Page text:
Book review: 『手紙』by Keigo Higashino

手紙 (てがみ)
Title: 手紙 (てがみ)
First published: 2003
Published: 2006
Format: Bunko
Page Count: 428

It took me a long time to read it, but I finally finished the novel 『手紙』by Keigo Higashino (東野圭吾)!

Reference: 『手紙』(てがみ), by 東野圭吾 (ひがしのけいご), published by 文春文庫 (ぶんしゅんぶんこ).

The story



This novel is not a detective novel, the only murder occurs in the prologue and there won’t be any police investigation afterwards. 『手紙』is about the aftermaths of the murder, and the story is tell from the point of view of the murderer’s brother.

Naoki is still in high-school when his older brother Tsuyoshi commits robbery and murder and is imprisoned. His first concern is money, for the two brothers have lost their parents, and Naoki is now alone to make his living. But in a society where discrimination is strong, Naoki will realise that his biggest problem is not the lack of money, but his connection to his brother.

In this novel, Keigo HIGASHINO addresses the problem of discrimination and depicts the way the society turns its back on anyone that has a connection to murder. 

My thoughts

To be honest, I didn’t like the book at first because I misjudged it. Something happens in the beginning that I found hard to believe (it is not something that really happens in real life) and that made me think that I was not reading the kind of book I expected. I expected a realistic depiction of the society and all of the sudden, it looked like I was reading “a hero is faced with adversity, but he meets someone that changes his life, and with hard work, courage and faith, he overcomes the obstacles and finds happiness” kind of story. I am totally okay with this kind of story by the way, but it is not what I wanted to read here.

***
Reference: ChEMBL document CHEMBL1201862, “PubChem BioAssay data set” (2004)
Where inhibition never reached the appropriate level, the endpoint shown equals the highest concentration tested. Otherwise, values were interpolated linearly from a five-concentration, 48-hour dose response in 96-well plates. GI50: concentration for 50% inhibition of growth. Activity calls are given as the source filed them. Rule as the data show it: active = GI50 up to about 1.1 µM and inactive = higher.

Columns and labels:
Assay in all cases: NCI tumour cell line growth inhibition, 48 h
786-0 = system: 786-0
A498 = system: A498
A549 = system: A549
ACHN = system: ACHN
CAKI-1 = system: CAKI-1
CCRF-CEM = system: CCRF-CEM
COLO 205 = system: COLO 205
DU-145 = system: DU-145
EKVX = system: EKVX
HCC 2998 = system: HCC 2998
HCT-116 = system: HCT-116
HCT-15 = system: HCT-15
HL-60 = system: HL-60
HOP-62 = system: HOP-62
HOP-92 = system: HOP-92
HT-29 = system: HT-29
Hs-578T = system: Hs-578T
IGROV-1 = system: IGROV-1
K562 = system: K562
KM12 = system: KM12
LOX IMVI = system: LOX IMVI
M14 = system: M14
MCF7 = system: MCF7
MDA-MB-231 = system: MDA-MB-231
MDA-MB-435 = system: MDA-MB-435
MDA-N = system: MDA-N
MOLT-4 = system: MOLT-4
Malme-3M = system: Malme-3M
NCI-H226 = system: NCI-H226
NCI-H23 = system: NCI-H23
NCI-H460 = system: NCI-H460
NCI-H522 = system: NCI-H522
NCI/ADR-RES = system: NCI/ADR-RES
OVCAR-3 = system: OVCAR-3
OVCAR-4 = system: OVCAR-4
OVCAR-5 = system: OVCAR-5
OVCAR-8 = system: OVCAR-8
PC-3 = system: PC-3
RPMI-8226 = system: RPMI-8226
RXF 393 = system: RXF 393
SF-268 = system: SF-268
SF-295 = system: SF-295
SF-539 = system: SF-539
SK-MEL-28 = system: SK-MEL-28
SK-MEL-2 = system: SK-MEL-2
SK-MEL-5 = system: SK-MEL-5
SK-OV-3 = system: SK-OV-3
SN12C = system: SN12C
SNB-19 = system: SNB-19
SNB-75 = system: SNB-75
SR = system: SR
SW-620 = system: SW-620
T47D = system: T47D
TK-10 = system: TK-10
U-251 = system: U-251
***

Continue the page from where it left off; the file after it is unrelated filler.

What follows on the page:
But I completely misjudged the book, and it is a pity that I left it untouched for so long a time because of that. It is not at all a feel-good story that leads you towards an inevitable happy end and makes you feel that you can fulfill your dreams if you believe in yourself. On the contrary, reading 『手紙』made me sad and angry in turns, and I loved it for several reasons.

First of all, the topic chosen by Higashino is not something I have often read about or seen in films. The relatives of a murderer are the left over of detective fictions. They are useful to conduct interviews and help to define the suspect’s character, but once the culprit is arrested, nobody really cares about how they will go on with their life. Higashino devotes a whole novel to a character that would have been a minor or peripheral figure in a conventional detective story.

But the real force of the novel is that it overcomes the antagonism between the innocent victim and the discriminatory mass of ignorant people. Those who turn their back on him are not all unscrupulous and Naoki is far from being a saint. It is hard to take a side. You cannot help wondering what you would have done in this situation, how you would have reacted. 

Language level

While I cannot point a passage that was more difficult than the others, I still felt that 『手紙』was a tiny bit more challenging than other books by Higashino. I think that the reason might be the many changes of setting. The novel spans several years, and we follow Naoki in different places, different activities, different relationships. This means that every new environment has to be described, and the reader has to get used to it, which maybe adds to the difficulty of reading in Japanese.


If you are interested in novels that deal with social discrimination, you will find a lot to think about by reading 『手紙』. It certainly opened my eyes to a social problem I never really thought of before, but gave me no straight answers. While I recommend this book for its topic, I must say that it is not a lighthearted read!